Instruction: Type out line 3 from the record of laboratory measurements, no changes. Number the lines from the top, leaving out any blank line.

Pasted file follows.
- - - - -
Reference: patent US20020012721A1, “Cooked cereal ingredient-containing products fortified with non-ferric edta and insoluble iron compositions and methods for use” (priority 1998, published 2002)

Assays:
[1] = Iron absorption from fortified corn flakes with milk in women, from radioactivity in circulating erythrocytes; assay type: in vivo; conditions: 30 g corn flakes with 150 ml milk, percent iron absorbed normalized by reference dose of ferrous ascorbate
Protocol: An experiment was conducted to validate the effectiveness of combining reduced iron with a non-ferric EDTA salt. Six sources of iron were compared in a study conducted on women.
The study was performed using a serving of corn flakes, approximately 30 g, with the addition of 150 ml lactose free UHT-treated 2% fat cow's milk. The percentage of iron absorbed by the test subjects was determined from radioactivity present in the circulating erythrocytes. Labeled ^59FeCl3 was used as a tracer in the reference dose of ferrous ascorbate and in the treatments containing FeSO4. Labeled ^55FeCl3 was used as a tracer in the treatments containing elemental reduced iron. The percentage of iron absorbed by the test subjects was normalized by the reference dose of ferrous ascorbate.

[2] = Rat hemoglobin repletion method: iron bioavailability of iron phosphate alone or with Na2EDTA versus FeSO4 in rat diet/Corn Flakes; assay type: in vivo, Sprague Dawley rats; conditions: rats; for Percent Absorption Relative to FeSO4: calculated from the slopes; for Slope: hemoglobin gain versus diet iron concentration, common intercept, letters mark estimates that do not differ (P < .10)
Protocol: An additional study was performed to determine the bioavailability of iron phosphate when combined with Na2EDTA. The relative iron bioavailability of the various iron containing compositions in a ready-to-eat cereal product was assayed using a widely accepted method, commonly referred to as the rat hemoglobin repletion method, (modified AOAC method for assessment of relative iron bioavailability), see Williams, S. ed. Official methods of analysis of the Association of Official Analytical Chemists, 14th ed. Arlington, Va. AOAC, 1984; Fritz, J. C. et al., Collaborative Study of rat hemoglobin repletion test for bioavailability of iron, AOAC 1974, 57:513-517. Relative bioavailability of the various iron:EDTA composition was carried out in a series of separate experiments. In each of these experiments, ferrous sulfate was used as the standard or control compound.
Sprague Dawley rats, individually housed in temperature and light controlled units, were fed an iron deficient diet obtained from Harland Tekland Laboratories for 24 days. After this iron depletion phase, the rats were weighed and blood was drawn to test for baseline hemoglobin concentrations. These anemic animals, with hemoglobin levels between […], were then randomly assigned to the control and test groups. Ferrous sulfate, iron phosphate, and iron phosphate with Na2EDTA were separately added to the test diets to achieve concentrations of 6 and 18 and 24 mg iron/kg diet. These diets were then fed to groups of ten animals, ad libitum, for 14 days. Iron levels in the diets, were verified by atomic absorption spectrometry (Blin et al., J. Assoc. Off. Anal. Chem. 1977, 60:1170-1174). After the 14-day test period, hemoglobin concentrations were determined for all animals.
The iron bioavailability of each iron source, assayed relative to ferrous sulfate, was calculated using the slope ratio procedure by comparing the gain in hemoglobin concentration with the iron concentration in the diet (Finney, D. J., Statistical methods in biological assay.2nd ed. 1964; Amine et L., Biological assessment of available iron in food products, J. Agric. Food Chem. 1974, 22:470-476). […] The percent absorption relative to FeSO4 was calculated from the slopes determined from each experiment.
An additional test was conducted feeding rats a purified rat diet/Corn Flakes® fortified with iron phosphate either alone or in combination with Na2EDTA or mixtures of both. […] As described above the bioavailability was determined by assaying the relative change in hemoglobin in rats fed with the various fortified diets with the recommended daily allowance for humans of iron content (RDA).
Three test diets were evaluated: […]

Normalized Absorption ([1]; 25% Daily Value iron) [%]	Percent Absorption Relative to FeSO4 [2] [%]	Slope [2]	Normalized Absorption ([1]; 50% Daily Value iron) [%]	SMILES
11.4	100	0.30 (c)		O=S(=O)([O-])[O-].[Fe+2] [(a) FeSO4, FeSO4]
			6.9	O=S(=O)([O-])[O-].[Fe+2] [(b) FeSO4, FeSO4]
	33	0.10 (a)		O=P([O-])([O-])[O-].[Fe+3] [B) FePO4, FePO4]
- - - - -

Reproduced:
[1] = Iron absorption from fortified corn flakes with milk in women, from radioactivity in circulating erythrocytes; assay type: in vivo; conditions: 30 g corn flakes with 150 ml milk, percent iron absorbed normalized by reference dose of ferrous ascorbate